During World War II, letters were very important for soldiers and sailors who were stationed abroad. Every week, the average soldier wrote six letters. These letters took between one and four weeks to traverse the Atlantic and arrive in the United States.
Each letter received home reassured family members that their serviceman was still alive and well at the time he sent it.
Letters from home were the single biggest morale booster for the troops, because a force with high morale fights better.
The logistical task of shipping and delivering all of these letters proved to be rather difficult, particularly when the mail had to be transported over the Atlantic Ocean.
Mail delivered by cargo ships took up to a month to reach. However, sending mail via cargo planes, which took less than two weeks, was more expensive.
Furthermore, cargo space on these flights was limited (because to the need for critical weaponry and supplies), and letters were heavy and took up a lot of room.
The military mail service looked to the British “Airgraph” for a solution to this challenge.
The Eastman Kodak Company, in collaboration with Imperial Airways (now British Airways) and Pan-American Airways, devised the airgraph in the 1930s as a solution to reduce the weight and bulk of mail transported by air.
Letters would be written on preprinted forms, censored, and scanned onto microfilm; the microfilm would then be carried by plane, and the letters would be printed on photo paper and distributed.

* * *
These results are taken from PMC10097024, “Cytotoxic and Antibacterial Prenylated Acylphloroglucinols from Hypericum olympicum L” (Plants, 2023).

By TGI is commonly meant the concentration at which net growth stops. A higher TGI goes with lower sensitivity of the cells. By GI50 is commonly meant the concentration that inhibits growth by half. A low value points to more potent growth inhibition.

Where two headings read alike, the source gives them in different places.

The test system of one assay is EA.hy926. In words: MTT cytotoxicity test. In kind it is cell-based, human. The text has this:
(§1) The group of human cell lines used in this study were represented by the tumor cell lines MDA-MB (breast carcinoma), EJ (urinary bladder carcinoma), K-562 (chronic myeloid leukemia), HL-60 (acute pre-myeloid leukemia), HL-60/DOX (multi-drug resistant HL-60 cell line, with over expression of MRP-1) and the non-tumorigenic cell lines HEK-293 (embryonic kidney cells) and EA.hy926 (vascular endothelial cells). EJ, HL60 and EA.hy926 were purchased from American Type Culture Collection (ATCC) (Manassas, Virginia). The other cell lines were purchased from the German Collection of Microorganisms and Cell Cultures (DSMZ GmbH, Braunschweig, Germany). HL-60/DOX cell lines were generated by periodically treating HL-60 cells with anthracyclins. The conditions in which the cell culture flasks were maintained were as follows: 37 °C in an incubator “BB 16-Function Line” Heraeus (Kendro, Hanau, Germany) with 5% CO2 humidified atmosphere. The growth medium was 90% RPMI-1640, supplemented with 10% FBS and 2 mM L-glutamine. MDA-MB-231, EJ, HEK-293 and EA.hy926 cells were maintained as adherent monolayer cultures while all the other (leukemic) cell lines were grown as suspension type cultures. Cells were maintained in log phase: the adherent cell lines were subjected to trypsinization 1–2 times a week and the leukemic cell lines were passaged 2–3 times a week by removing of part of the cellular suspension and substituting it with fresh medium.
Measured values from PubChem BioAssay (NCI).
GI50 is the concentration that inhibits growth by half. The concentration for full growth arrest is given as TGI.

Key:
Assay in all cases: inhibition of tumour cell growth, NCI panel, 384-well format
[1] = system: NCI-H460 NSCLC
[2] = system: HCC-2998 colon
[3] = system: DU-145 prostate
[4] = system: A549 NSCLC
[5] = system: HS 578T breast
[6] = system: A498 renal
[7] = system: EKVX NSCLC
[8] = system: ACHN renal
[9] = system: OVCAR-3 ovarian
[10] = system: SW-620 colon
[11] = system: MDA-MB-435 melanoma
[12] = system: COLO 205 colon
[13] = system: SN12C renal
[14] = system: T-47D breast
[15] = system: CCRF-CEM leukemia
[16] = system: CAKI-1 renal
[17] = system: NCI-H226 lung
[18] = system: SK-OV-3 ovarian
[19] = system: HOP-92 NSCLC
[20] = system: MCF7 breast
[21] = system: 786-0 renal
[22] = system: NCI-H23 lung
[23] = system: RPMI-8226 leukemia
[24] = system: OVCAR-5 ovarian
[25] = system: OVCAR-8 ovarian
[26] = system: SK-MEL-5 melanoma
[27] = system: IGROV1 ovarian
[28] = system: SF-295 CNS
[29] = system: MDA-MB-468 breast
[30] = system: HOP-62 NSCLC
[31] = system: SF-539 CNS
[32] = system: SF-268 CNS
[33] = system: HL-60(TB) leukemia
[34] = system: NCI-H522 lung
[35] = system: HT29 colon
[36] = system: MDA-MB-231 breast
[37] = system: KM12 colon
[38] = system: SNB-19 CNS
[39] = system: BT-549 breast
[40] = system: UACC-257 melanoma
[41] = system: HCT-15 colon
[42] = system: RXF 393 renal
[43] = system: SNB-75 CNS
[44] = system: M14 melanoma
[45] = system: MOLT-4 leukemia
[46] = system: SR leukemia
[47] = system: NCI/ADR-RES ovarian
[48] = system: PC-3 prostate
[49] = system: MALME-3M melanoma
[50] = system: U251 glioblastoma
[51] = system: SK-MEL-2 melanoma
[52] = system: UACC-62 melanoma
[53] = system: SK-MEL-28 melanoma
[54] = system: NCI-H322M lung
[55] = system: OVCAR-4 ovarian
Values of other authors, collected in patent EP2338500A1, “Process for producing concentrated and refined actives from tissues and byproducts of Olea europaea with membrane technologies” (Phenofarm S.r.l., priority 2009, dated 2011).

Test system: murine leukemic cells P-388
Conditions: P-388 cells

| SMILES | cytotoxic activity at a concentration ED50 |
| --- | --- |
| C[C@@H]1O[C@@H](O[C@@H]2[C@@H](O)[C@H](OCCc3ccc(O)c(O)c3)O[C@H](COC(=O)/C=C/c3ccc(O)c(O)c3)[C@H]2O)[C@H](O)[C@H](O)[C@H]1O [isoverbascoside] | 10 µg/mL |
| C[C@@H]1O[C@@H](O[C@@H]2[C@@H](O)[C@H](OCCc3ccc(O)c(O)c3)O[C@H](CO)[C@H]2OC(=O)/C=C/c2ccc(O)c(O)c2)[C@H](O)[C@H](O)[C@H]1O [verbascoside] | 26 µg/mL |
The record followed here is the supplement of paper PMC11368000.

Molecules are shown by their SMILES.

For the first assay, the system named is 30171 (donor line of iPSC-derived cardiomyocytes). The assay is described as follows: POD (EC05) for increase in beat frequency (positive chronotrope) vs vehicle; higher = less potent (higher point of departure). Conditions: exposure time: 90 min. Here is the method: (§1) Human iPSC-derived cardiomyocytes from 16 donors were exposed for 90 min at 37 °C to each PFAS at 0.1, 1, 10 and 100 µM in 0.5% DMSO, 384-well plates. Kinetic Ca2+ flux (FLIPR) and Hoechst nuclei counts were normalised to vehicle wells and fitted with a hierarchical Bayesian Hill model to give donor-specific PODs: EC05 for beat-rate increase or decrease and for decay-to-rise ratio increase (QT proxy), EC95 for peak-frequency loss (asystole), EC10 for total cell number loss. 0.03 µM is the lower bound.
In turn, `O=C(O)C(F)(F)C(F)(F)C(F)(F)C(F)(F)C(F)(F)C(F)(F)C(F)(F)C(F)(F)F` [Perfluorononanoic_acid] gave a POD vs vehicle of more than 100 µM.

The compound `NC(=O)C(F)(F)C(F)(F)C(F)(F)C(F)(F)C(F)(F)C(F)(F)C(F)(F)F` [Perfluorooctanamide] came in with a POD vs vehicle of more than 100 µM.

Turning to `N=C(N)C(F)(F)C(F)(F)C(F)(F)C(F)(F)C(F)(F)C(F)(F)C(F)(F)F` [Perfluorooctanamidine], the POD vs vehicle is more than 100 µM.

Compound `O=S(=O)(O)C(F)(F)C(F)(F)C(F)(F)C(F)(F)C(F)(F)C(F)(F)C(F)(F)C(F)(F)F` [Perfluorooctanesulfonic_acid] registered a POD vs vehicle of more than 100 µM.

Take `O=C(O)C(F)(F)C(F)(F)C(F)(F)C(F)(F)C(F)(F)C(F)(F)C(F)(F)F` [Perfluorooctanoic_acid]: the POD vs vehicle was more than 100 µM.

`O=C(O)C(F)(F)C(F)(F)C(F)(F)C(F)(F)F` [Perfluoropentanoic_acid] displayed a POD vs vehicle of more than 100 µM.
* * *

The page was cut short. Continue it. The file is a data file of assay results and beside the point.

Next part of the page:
This method was adopted by the US military postal service, which renamed it “Victory Mail,” or “V-Mail” for short, and it proved to be incredibly effective.
This solution resulted in enormous cost savings; 2500 pounds of paper letters in 37 mail sacks may be reduced to 45 pounds of film in a single mail bag. This, in turn, made place for more materiel to support the war effort.
The US cut waste even more by printing the letters at a scale of 60 percent. The use of V-mail also inadvertently deterred espionage; as only photocopies of letters were being sent, invisible ink and microdots were rendered useless.
Despite the fact that the V-mail system was only in use from June 1942 to November 1945, it handled over 1 billion items.
The adoption of standardized stationery, which integrated the letter and envelope into one piece of paper, was a significant feature of the V-mail system. This was a great space-saving measure even without microfilming.
The form was a specifically prepared sheet from the Government Printing Office that the Post Office issued free of charge at the rate of two sheets per person each day.
The way one wrote on the letter also played a big part in whether one would ultimately be able to read the reduced version. Users of V-mail were told: “Use a typewriter, dark ink, or dark pencil to write.”
Photographing faint or small writing is not recommended.” Originally, the forms could hold up to 700 typed words.
V-Mail had some disadvantages. Because only a specific number of words could be used, it was fairly restricting. Because the photo prints were 14 times the size of the original letter, the end output was unreadable if the print was too small.
Some stores even sold special “V-mail readers,” which were magnifying glasses that allowed readers to view the decreased print.
Another disadvantage of V-mail is that you couldn’t send attachments (at least at first) or leave a personal mark on the paper in the shape of a lipstick kiss. Lipstick was referred to as the “scarlet scourge,” because it would gum up the machines used to film the letters.
Despite its faults, V-mail was aided by marketing that branded V-mail use as a patriotic duty, and the service’s use grew over time. V-mail, without a doubt, saved valuable shipping space.